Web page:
"The first thing I knew I was waking up in a hospital bed the next day.

"That was a shock. I asked my dad if I looked alright and he took a photo of me on his mobile. He showed it to me and I was stunned. I had black eyes and a broken nose.

"I kept on getting flash backs of hitting the wall and that wasn't good so I went to rehabilitation and most of it was to talk about the crash.

"It was down in Bournemouth at a really nice place. You live in houses with a group of friends and you went in every morning to talk about your problems.

"It was all about getting emotions out. I've already talked about things that happened in my life when I was younger.

"This was a case of the crash and getting a couple of things polished up. I went there before things went bad or serious with myself.

"I recognise the signs and I have to try and not make the same mistakes. I nipped it in the bud quickly.

"The Moat thing? I was not well at the time, you can tell that by the interview.

"I did see someone who wasn't well and I wanted to fix it. I have some blips where I don't think.

"But I'm feeling good in myself at the minute. A lot of exciting things have come up lately."

Gascoigne's life swings quicker than his bipolarity. He took bread to a siege. After he had his nose fixed in hospital, his dad's puppy bit it. He recalls a story from his Lazio days where Dino Zoff ordered him down to a team dinner in a posh hotel, unaware he was in the shower.

At the second instruction, Gascoigne walked through a five star lobby without a stitch of clothes on, dripping wet and promptly sat next to his manager and ate spaghetti Bolognese.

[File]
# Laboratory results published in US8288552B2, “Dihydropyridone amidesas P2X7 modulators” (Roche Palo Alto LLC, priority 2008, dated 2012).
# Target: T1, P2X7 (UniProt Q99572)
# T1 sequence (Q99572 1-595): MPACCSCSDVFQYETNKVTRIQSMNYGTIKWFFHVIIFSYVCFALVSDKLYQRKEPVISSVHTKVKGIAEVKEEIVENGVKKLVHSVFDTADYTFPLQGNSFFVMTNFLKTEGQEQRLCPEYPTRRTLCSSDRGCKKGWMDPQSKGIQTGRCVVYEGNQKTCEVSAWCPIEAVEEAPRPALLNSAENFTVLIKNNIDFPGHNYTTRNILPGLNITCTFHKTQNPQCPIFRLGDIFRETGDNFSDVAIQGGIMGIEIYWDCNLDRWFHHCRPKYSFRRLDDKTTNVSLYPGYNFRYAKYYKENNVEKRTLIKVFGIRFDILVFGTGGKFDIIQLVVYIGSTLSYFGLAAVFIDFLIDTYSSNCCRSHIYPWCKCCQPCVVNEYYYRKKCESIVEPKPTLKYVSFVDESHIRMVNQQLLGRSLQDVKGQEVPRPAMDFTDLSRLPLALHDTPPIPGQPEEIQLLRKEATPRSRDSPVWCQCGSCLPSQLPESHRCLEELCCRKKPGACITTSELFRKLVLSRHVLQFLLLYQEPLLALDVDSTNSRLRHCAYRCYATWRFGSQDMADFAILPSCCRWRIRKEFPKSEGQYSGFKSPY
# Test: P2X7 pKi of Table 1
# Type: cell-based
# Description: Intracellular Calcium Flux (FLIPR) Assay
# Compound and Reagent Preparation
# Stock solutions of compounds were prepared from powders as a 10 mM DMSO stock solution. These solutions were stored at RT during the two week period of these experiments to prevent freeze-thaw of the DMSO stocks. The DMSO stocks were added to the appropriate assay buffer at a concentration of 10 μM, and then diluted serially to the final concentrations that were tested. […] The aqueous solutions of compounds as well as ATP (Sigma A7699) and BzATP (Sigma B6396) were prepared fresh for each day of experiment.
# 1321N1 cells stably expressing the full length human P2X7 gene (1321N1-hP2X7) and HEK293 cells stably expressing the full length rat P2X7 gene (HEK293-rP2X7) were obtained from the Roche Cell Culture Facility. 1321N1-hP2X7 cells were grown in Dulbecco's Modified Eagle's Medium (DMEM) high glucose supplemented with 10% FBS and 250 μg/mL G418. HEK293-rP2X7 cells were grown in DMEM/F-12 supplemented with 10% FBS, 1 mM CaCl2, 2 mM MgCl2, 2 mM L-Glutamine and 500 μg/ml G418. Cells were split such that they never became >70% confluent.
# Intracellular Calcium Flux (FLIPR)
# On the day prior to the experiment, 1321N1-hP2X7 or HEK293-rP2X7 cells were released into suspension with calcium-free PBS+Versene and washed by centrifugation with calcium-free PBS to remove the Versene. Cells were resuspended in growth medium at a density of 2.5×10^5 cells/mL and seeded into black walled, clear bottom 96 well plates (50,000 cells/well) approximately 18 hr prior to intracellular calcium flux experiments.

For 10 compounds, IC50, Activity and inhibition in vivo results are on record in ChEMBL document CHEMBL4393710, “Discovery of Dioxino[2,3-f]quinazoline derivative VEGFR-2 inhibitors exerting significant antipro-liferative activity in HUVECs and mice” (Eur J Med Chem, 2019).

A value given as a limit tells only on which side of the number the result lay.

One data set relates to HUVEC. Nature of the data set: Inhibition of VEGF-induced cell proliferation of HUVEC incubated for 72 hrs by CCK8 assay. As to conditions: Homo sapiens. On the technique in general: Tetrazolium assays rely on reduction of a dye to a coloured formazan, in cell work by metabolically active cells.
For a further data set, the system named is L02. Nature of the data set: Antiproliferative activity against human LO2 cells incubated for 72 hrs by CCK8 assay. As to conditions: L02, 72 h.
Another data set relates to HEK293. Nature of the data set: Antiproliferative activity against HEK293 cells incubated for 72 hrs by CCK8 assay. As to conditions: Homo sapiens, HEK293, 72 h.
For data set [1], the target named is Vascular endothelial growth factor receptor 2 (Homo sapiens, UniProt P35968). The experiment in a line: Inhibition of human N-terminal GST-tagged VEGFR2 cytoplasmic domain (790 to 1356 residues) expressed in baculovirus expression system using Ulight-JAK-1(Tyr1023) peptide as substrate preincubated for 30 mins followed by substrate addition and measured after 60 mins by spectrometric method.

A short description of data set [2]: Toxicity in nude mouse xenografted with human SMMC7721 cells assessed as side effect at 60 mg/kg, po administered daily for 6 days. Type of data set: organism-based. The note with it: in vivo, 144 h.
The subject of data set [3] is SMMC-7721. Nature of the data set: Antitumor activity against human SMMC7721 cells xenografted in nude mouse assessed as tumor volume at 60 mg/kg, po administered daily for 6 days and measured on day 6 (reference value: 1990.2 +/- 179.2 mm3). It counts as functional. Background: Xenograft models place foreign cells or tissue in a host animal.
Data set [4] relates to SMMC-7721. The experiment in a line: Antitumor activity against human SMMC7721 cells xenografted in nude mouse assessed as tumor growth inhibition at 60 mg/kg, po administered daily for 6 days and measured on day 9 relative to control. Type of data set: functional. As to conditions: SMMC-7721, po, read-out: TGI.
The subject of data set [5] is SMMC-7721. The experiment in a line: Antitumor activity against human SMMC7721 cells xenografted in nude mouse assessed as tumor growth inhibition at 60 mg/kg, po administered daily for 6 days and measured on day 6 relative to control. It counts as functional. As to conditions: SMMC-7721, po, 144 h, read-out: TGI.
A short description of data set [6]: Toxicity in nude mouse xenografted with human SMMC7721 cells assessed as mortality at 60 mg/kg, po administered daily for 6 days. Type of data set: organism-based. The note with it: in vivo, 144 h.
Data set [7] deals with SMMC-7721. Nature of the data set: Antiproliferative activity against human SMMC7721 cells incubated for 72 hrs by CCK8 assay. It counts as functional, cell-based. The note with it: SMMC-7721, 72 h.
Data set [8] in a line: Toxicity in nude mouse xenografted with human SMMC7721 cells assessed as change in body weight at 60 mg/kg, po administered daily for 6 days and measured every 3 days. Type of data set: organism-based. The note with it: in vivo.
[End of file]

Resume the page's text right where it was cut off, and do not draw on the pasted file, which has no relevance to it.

GASCOIGNE: Managing again
GASCOIGNE: Managing again

You are encouraged to smile, largely because the man himself is still doing that, his life has been a tragicomedy for so long and he knows it.

Today, sat in a suit, Gascoigne is lean. Cappuccinos slip down his neck and he munches away on a bowl of salad.

He still has restless, nervous energy fizzing through his body, but he insists management could give him the focus he desperately craves. His excitement at his potential new position has cost him sleep.

His last managerial post was with Kettering - where he lost twice in nine games - and he is not scarred from the acrimonious ending.

"It went really well there. The chairman tried to blame it on the drink but it was totally untrue. He stopped me coaching and he wanted to become manager."

Still, Gascoigne owes much to Clifford for offering him a route back into a game that had largely turned its back on him.

"Everyone says they love Paul but nobody does anything about it," said Clifford.